Over the Limit: The State of WWE's PPVs
by, 05-23-2011 at 09:22 AM (5040 Views)
Last night, a VERY flat crowd witnessed a below average PPV. The only saving grace was the Cristian vs. Orton match. This was the only match that had any, real, high spots. Even then, the stagnent silence upon Ortons victory should have been louder than any cheer to Vince. But once again, there were absolutely no suprises from the WWE again, last night.
There have been very few surprises, or big events that have happened in the WWE this past year. Iâ€™m talking about the debut of Nexes, the return of The Undertaker & â€˜The Gameâ€™, and, of course, the triumphant return of â€˜The Great Oneâ€™ himself, The Rock! But one thing links them all - they were aired on live TV, on Monday night Raw, not PPV. As a consequence, WWE PPVâ€™s buy rates have dropped so far, that in tow main events last year, Brock Lesnar outsold the combined sales of the WWE PPV. So, what does this say about the PPVâ€™s offered by the WWE?
I remember the dayâ€™s in the mid 90â€™s â€“ early 00â€™s when a PPV was completely unmissable. Can anyone remember Shane jumping off the top of a titantron onto Angle on a table? Can anyone remember The Undertaker launching Mick Foley from the top of the cell onto the announce table? Can anyone remember the three-way TLC match between Edge & Christian vs. The Hardy Boyz vs. the Dudley Boys? You got to see these stars on Raw, but you hardly ever got to see them compete against one-another.
There were very few occasions where you would actually be able to see the two, or however many, wrestlers compete in a match in between PPVâ€™s. Sure, you would see them clash backstage, they would â€˜smack talkâ€™ in the ring, they would have interviews (The Rock/Jericho interview was phenomenally funny), but no matches. In fact, I believe it was a fued between HHH & Austin where they signed a contract a month prior to a PPV which prohibited them from laying a finger on one another. Alas, this is not the case in the â€˜modern eraâ€™ of wrestling, sorry, entertainment.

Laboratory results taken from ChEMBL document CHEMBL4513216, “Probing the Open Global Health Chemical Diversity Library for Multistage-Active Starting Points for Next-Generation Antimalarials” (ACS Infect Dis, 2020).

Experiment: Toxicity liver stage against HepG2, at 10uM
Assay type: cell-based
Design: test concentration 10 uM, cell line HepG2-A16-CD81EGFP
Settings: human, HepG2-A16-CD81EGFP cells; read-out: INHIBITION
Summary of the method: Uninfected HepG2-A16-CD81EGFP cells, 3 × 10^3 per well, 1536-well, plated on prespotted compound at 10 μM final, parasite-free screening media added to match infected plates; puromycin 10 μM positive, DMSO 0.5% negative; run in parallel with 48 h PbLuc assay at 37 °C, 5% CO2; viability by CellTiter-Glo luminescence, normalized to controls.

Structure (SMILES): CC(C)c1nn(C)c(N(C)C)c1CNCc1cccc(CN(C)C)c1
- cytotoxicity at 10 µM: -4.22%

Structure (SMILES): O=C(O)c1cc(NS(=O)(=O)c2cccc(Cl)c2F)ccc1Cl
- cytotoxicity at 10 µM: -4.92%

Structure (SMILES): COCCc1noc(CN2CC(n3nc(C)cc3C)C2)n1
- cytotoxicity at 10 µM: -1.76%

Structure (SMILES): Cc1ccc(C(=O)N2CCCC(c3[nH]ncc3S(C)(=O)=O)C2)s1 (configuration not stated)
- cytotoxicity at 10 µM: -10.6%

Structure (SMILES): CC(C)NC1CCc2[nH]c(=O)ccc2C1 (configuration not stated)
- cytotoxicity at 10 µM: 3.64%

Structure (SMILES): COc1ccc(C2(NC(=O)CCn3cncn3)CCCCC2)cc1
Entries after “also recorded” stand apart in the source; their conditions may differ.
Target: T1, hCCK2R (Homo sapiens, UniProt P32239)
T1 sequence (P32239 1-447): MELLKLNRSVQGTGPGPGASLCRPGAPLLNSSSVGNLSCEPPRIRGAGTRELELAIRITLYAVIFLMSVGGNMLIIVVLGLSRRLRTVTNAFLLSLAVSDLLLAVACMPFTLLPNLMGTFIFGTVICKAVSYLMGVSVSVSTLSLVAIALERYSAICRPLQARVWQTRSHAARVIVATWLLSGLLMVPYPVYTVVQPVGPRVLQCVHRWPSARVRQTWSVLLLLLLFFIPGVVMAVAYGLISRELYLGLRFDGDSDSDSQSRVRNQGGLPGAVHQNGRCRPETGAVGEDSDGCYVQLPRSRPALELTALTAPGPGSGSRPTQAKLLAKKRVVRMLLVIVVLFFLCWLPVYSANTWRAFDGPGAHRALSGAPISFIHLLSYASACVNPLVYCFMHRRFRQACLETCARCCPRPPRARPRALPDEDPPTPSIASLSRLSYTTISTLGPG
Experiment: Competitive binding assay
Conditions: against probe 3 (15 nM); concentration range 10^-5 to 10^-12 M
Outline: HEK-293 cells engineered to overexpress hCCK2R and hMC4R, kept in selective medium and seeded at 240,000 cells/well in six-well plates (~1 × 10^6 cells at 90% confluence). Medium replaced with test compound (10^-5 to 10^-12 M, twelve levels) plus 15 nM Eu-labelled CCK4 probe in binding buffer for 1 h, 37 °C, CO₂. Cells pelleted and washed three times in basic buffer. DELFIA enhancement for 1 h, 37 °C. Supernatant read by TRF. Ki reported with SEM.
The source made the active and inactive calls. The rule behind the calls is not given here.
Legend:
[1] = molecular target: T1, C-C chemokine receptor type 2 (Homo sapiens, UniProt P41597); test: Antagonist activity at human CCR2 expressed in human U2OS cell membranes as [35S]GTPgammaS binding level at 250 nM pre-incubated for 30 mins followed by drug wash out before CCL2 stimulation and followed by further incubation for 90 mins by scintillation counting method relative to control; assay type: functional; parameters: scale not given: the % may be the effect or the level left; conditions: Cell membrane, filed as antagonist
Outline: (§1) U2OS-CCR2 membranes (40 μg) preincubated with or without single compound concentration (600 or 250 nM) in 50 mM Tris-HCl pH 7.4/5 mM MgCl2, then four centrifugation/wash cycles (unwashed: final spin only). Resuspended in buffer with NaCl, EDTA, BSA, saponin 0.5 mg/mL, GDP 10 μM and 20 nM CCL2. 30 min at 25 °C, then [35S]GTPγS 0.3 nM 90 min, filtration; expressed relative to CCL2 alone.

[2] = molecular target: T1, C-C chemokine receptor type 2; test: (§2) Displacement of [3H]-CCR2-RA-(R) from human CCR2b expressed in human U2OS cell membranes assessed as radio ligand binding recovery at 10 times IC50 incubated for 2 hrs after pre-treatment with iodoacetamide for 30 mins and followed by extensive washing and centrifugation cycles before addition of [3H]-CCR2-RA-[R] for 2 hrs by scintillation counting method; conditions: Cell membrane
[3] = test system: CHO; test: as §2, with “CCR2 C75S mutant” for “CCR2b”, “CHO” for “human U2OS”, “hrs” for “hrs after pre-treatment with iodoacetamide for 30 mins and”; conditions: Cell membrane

Nowadays, even Rawâ€™s booking negates the importance of a PPV; who wishes to pay to see a match that will inevitably by aired on Raw the following night, or in the following couple of weeks? For example, Christian Vs. Ortonâ€¦it was only a few week prior to â€˜Over the limitâ€™ that those two squared off. Admittedly, this was to fuel a main event feud void, but, still, the point is valid. So are they important? Well, theoretically, yes. But in reality, no, no they are not anymoreâ€¦they are distinctly inconsequential. Theoretically, they are important to a feuds climax, but in reality the main event will most definitely be available as a rematch in a day-five dayâ€™s time. Is it possible to fix this?
At the moment, the WWE feel that their main-eventers need to compete on TV each week in order to maintain their ratings. But this is quite evidently costing the WWE millions on PPV buys. That basically means that instead of paying for their product, we can watch it for no additional cost for the same entertainment. If the â€˜E were to take a more passive approach to TV bookings they could increase the prestige of their stars, and therefore begin to regain their PPVâ€™s prestige. So all in all, the WWE have a largely â€˜spotlessâ€™ PPV calendar, which have diminished prestige due to their inane booking, and as a consequence they are failing to capture a market which they once claimed complete dominance over other â€˜realâ€™ sports, i.e. boxing, etcâ€¦It will not be until Vince or HHH learns from this that the PPV will wonce again become important and unmissable.